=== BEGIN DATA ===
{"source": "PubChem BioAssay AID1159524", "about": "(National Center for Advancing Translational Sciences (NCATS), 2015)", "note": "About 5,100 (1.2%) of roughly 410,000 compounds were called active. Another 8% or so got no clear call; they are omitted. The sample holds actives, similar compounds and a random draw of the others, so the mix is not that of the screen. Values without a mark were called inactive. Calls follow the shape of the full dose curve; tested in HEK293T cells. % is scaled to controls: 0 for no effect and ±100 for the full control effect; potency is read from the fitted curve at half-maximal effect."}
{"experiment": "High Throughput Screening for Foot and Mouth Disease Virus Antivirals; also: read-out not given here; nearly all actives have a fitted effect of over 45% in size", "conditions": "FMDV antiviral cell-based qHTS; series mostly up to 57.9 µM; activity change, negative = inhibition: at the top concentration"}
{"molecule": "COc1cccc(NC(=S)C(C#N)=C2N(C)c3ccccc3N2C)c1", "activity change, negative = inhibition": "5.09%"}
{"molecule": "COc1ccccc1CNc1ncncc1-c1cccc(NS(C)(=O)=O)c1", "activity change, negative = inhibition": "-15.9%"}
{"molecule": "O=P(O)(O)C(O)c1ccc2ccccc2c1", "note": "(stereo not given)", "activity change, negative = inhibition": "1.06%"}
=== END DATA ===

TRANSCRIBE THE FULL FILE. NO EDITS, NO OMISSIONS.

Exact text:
{"source": "PubChem BioAssay AID1159524", "about": "(National Center for Advancing Translational Sciences (NCATS), 2015)", "note": "About 5,100 (1.2%) of roughly 410,000 compounds were called active. Another 8% or so got no clear call; they are omitted. The sample holds actives, similar compounds and a random draw of the others, so the mix is not that of the screen. Values without a mark were called inactive. Calls follow the shape of the full dose curve; tested in HEK293T cells. % is scaled to controls: 0 for no effect and ±100 for the full control effect; potency is read from the fitted curve at half-maximal effect."}
{"experiment": "High Throughput Screening for Foot and Mouth Disease Virus Antivirals; also: read-out not given here; nearly all actives have a fitted effect of over 45% in size", "conditions": "FMDV antiviral cell-based qHTS; series mostly up to 57.9 µM; activity change, negative = inhibition: at the top concentration"}
{"molecule": "COc1cccc(NC(=S)C(C#N)=C2N(C)c3ccccc3N2C)c1", "activity change, negative = inhibition": "5.09%"}
{"molecule": "COc1ccccc1CNc1ncncc1-c1cccc(NS(C)(=O)=O)c1", "activity change, negative = inhibition": "-15.9%"}
{"molecule": "O=P(O)(O)C(O)c1ccc2ccccc2c1", "note": "(stereo not given)", "activity change, negative = inhibition": "1.06%"}